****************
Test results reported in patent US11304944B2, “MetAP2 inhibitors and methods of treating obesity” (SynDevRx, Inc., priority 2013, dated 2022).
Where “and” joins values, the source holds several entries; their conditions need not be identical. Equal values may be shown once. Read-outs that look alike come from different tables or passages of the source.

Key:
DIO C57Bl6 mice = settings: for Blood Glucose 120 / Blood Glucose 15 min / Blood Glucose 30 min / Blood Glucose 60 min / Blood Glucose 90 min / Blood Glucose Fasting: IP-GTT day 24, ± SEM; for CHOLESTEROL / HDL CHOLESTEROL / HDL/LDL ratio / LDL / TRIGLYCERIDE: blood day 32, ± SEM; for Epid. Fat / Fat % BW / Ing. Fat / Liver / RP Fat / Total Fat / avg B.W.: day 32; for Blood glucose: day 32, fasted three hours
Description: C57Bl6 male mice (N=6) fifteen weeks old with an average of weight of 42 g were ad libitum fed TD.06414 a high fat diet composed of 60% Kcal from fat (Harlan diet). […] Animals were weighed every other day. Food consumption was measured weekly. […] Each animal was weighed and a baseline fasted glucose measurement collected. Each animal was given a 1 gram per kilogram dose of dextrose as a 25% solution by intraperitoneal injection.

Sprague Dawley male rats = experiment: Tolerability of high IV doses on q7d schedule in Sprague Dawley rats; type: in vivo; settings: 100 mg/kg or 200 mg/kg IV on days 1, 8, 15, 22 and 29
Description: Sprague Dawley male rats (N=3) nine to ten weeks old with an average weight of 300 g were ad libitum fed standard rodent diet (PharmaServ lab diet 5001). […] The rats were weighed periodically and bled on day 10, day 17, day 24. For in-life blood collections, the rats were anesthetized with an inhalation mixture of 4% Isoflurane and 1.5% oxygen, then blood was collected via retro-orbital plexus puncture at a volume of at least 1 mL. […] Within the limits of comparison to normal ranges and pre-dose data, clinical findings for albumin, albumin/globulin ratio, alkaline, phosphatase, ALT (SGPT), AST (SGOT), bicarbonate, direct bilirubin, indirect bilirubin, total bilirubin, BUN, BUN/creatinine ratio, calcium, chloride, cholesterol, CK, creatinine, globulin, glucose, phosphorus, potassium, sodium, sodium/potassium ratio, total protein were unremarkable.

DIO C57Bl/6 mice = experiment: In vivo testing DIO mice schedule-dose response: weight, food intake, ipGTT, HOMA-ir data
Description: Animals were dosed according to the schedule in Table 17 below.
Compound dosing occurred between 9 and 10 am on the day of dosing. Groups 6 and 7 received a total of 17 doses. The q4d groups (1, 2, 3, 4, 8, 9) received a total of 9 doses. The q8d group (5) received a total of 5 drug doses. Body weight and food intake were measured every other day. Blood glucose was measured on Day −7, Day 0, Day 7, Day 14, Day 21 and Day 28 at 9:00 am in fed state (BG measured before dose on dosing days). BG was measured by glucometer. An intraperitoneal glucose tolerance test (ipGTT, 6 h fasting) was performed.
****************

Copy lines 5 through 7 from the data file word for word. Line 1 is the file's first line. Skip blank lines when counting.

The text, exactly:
Description: C57Bl6 male mice (N=6) fifteen weeks old with an average of weight of 42 g were ad libitum fed TD.06414 a high fat diet composed of 60% Kcal from fat (Harlan diet). […] Animals were weighed every other day. Food consumption was measured weekly. […] Each animal was weighed and a baseline fasted glucose measurement collected. Each animal was given a 1 gram per kilogram dose of dextrose as a 25% solution by intraperitoneal injection.

Sprague Dawley male rats = experiment: Tolerability of high IV doses on q7d schedule in Sprague Dawley rats; type: in vivo; settings: 100 mg/kg or 200 mg/kg IV on days 1, 8, 15, 22 and 29
Description: Sprague Dawley male rats (N=3) nine to ten weeks old with an average weight of 300 g were ad libitum fed standard rodent diet (PharmaServ lab diet 5001). […] The rats were weighed periodically and bled on day 10, day 17, day 24. For in-life blood collections, the rats were anesthetized with an inhalation mixture of 4% Isoflurane and 1.5% oxygen, then blood was collected via retro-orbital plexus puncture at a volume of at least 1 mL. […] Within the limits of comparison to normal ranges and pre-dose data, clinical findings for albumin, albumin/globulin ratio, alkaline, phosphatase, ALT (SGPT), AST (SGOT), bicarbonate, direct bilirubin, indirect bilirubin, total bilirubin, BUN, BUN/creatinine ratio, calcium, chloride, cholesterol, CK, creatinine, globulin, glucose, phosphorus, potassium, sodium, sodium/potassium ratio, total protein were unremarkable.